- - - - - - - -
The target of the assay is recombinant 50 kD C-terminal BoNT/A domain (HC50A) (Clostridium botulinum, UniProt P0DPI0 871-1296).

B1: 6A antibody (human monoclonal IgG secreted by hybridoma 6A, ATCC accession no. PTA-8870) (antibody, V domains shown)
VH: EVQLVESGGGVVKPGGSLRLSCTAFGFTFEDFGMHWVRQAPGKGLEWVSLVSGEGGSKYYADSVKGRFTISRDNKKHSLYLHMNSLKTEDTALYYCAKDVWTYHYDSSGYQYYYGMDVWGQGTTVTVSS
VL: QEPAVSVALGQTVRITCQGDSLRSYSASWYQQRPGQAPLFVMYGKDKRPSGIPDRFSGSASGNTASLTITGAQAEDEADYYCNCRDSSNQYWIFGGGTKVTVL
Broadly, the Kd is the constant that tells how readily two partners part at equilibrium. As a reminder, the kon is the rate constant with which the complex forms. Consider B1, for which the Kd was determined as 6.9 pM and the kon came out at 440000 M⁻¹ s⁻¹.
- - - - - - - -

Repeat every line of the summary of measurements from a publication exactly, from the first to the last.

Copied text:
The target of the assay is recombinant 50 kD C-terminal BoNT/A domain (HC50A) (Clostridium botulinum, UniProt P0DPI0 871-1296).

B1: 6A antibody (human monoclonal IgG secreted by hybridoma 6A, ATCC accession no. PTA-8870) (antibody, V domains shown)
VH: EVQLVESGGGVVKPGGSLRLSCTAFGFTFEDFGMHWVRQAPGKGLEWVSLVSGEGGSKYYADSVKGRFTISRDNKKHSLYLHMNSLKTEDTALYYCAKDVWTYHYDSSGYQYYYGMDVWGQGTTVTVSS
VL: QEPAVSVALGQTVRITCQGDSLRSYSASWYQQRPGQAPLFVMYGKDKRPSGIPDRFSGSASGNTASLTITGAQAEDEADYYCNCRDSSNQYWIFGGGTKVTVL
Broadly, the Kd is the constant that tells how readily two partners part at equilibrium. As a reminder, the kon is the rate constant with which the complex forms. Consider B1, for which the Kd was determined as 6.9 pM and the kon came out at 440000 M⁻¹ s⁻¹.